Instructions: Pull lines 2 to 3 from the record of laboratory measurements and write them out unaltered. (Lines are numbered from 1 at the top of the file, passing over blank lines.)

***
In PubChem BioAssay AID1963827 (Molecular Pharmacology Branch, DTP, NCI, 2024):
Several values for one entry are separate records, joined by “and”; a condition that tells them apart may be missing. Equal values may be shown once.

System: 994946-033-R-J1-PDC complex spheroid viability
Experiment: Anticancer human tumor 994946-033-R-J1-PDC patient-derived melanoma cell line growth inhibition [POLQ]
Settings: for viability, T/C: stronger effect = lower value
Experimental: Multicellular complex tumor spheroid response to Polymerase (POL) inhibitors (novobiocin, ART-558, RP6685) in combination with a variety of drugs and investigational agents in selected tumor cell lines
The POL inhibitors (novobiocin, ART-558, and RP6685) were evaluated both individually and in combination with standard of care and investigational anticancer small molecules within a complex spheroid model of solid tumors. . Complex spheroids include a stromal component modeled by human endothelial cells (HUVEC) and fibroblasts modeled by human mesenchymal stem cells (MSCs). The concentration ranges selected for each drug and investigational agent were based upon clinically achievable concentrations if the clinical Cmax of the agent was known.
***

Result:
Several values for one entry are separate records, joined by “and”; a condition that tells them apart may be missing. Equal values may be shown once.

System: 994946-033-R-J1-PDC complex spheroid viability